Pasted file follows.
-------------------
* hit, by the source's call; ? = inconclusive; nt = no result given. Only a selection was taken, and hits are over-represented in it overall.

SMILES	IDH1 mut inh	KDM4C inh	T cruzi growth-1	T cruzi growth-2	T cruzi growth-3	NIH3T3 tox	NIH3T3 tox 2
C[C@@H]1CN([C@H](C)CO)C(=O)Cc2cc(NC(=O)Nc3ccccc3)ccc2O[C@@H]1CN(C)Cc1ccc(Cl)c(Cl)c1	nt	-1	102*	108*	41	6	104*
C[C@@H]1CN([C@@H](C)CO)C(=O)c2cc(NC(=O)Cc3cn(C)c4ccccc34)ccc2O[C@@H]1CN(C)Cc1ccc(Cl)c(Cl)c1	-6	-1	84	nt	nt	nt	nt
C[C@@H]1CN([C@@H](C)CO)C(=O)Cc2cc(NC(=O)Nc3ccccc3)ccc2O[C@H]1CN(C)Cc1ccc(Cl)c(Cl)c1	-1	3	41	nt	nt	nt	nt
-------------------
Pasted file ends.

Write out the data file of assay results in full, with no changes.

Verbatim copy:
* hit, by the source's call; ? = inconclusive; nt = no result given. Only a selection was taken, and hits are over-represented in it overall.

SMILES	IDH1 mut inh	KDM4C inh	T cruzi growth-1	T cruzi growth-2	T cruzi growth-3	NIH3T3 tox	NIH3T3 tox 2
C[C@@H]1CN([C@H](C)CO)C(=O)Cc2cc(NC(=O)Nc3ccccc3)ccc2O[C@@H]1CN(C)Cc1ccc(Cl)c(Cl)c1	nt	-1	102*	108*	41	6	104*
C[C@@H]1CN([C@@H](C)CO)C(=O)c2cc(NC(=O)Cc3cn(C)c4ccccc34)ccc2O[C@@H]1CN(C)Cc1ccc(Cl)c(Cl)c1	-6	-1	84	nt	nt	nt	nt
C[C@@H]1CN([C@@H](C)CO)C(=O)Cc2cc(NC(=O)Nc3ccccc3)ccc2O[C@H]1CN(C)Cc1ccc(Cl)c(Cl)c1	-1	3	41	nt	nt	nt	nt